## 2bornot2b 3 years ago If a, b, c be three positive numbers and a+b+c=1 then prove that $(a+\frac{1}{a})^2+(b+\frac{1}{b})^2+(c+\frac{1}{c})^2\ge 33\frac{1}{3}$

1. 2bornot2b

2. JamesJ

Well, by the Cauchy-Schwartz inequality, $(<a+1/a,b+1/b,c+1/c> . <1,1,1>)^2 \leq$ $(1^2 + 1^2 + 1^2) (a+\frac{1}{a})^2+(b+\frac{1}{b})^2+(c+\frac{1}{c})^2$ Play around with that for a while now.

3. JamesJ

*there should be brackets around all three terms on the right: ( (a+1/a)^2 + (b+1/b)^2 + (c+1/c)^2 )

4. JamesJ

i.e., what the Cauchy-Schwartz inequality says is that if a and b are vectors in $$\mathbb{R}^3$$, then $(a \cdot b)^2 \leq ||a||^2||b||^2$

5. 2bornot2b

I understand what you are saying. I am trying it. I will let you know if I get stuck.

6. 2bornot2b

Thanks for the help

7. JamesJ

Ok. It will come down to you being able to write a smart bound for 1/a + 1/b + 1/c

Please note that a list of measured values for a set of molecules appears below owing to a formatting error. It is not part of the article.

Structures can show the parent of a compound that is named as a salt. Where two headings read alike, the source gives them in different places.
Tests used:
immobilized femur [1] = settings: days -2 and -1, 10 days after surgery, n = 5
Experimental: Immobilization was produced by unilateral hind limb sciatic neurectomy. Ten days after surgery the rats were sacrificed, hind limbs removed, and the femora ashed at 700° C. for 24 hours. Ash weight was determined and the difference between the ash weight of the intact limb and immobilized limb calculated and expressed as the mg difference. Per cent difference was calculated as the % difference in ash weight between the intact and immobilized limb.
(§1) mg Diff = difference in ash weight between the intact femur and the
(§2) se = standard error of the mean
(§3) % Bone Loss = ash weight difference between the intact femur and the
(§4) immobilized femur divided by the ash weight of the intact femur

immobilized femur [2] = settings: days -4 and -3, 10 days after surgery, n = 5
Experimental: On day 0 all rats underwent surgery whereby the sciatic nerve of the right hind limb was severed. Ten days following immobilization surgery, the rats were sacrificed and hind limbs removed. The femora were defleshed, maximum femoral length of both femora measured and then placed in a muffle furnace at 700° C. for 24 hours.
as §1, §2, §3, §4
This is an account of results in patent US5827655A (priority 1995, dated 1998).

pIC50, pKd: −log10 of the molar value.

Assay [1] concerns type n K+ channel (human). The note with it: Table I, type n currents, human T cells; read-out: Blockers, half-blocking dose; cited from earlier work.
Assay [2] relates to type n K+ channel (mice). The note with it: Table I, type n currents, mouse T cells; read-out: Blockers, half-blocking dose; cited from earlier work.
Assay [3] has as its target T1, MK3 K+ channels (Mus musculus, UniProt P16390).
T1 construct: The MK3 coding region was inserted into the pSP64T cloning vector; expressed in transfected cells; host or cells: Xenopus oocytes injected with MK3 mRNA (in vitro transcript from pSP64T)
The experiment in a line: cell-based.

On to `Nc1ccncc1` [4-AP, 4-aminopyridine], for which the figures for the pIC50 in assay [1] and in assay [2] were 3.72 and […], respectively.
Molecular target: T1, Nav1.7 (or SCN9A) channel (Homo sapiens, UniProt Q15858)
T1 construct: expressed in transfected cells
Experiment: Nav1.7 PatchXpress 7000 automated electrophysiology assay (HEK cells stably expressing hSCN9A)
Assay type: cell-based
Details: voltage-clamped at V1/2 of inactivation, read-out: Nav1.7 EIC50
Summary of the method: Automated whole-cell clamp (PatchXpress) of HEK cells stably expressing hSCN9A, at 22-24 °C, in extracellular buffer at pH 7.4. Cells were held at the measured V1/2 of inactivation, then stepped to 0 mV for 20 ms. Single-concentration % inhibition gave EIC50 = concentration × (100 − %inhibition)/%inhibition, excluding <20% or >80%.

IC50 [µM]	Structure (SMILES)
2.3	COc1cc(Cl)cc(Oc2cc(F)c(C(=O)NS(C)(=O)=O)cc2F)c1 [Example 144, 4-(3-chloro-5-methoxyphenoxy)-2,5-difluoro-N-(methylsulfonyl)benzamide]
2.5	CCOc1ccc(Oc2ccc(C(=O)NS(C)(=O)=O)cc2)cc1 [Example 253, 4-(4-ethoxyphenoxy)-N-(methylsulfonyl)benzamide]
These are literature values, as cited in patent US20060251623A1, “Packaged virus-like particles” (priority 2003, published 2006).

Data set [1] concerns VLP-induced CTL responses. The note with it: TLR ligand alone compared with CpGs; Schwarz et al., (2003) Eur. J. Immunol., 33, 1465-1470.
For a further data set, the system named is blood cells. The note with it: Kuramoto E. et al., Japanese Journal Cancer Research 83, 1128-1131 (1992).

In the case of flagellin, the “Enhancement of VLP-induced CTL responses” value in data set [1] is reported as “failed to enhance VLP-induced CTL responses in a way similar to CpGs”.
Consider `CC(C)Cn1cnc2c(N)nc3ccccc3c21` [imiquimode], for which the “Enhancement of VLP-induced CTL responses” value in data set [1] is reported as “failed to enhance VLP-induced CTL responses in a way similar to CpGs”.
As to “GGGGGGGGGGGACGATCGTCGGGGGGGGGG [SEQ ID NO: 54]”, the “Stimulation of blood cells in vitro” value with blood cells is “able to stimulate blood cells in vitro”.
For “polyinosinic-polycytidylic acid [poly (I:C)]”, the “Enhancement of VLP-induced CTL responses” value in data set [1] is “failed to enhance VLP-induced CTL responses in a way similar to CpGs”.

8. mahmit2012

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9. mahmit2012

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10. mahmit2012

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11. 2bornot2b

@JamesJ I used A.M.>H.M. to deal with the part 1/a + 1/b + 1/c. I showed that it is greater than 9, and eventually proved the thing. I hope, this is the right way, is it?

12. mahmit2012

you can't deal with part of function !! 1/a +1/b +1/c can't consider alone.

13. mahmit2012

In minimum solution should consider all term together .

14. JamesJ

@2bornot2b, yes, sounds right. The Lagrange multiplier method that mahmit has used is also perfectly sound, but we can avoid using such a 'sophisticated' method.